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The Importance of Understanding Property Flow in Hopper Bottom Bins

November 20, 2012

Hopper bottom silos are prevalent in commercial and industrial storage. A hopper bottom silo has a coned top and bottom with wall sections between. Support structures or the legs of the silo, combined with a leg ring or structural skirt, allow the unit to be free standing. External options or accessories required for loading, venting, and safety may change the appearance slightly, but the outward look of hopper bottom silos is generally consistent. Although they may feature a common appearance, there is more that goes into the design of these silos than meets the eye.
    A variety of products are stored in hopper bottom silos. Variation in property flow characteristics must be considered and incorporated into the silo’s design accordingly to avoid any complications. The true design of a silo is based on how the product will be discharged. There are three different types of flow that impact its design: mass flow, funnel flow, and expanded flow. These three variations determine the degree, material, and design of the silo. The former discrepancies my not be noticeable “at a glance,” but are the reason for hopper bottom silos.
    Mass flow means all material being discharged is in motion. This is achieved by having a cone degree of 55 or greater. The product motion is transferred down the walls of the silo and out of the bottom opening. Materials such as cement, fly ash, and flour have the properties of mass flow and will require a silo with a steeper cone.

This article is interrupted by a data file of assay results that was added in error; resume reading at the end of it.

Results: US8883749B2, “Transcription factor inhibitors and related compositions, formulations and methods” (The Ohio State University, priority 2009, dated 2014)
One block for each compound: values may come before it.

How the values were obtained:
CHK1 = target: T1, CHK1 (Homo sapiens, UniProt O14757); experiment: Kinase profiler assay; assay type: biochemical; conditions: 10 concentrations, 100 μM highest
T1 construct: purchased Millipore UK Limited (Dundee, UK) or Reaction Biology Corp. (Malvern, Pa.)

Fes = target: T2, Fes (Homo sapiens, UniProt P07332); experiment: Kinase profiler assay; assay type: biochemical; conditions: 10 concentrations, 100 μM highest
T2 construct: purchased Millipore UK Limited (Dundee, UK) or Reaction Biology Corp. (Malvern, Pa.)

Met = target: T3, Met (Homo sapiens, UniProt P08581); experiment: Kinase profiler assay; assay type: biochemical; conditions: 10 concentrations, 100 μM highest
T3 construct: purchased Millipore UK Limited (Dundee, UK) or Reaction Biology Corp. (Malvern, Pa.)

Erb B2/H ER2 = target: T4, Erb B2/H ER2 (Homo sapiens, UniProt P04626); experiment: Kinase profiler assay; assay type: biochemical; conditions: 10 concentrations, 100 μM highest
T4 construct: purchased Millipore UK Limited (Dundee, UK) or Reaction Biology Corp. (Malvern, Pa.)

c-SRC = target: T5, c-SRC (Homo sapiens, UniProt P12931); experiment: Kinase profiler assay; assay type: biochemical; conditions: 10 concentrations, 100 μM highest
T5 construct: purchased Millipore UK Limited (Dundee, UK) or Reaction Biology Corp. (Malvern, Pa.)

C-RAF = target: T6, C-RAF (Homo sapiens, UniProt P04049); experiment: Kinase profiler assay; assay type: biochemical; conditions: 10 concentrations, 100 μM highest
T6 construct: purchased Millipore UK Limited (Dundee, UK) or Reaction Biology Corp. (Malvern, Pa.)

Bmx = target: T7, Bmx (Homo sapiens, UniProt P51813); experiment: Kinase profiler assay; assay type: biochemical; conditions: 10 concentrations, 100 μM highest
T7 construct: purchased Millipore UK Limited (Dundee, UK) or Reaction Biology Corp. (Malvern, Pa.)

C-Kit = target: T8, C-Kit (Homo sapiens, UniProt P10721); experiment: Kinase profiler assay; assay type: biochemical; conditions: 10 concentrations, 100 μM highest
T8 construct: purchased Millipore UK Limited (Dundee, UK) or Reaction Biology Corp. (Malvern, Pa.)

Funnel flow has the center or core discharging before the product held against the wall of the silo. The center moving product rotates carrying the non-flowing material along with it. Again, this is achieved with the degree of the bottom cone. Funnel flow designs typically consist of a hopper ranging from 40 to 45 degrees. Products like sand, salt, and fertilizer will flow through in a funnel direction.
    Expanded flow is a combination of funnel flow and mass flow. The upper storage section of the silo has the funnel started with the bottom section emptying with mass flow. A silo designed for this application would utilize a staged hopper cone or oversized outlets, often rectangular. These sections are often referred to as chisel bottoms.
Silos are great means of storing small or large quantities of bulk materials. Reviewing the characteristics of the product being stored will determine what hopper is needed for your silo. Correctly designed hoppers will eliminate issues such as rat holing and bridging. Proper designs reduce inadequate emptying, promote proper storage, and protect your investments.
    Customers ordering storage units should be mindful of the characteristics of the product being stored and ask questions regarding how products will flow through a silo. A hopper bottom silo built to customer design specifications is the best way to ensure that the silo will meet and exceed your expectations. Awareness of product density, angle of repose, and consistency of material are points that should be reviewed with the silo manufacturer. If elements are unknown, ask the manufacturer to collect that information and present it.
    Jenna Pattison is marketing and communications coordinator at Meridian Manufacturing Group. She received her Bachelor of Arts degree in Communications from the University of Calgary. She can be reached at jpattison@meridianmfg.com.
 

Meridian Manufacturing Inc.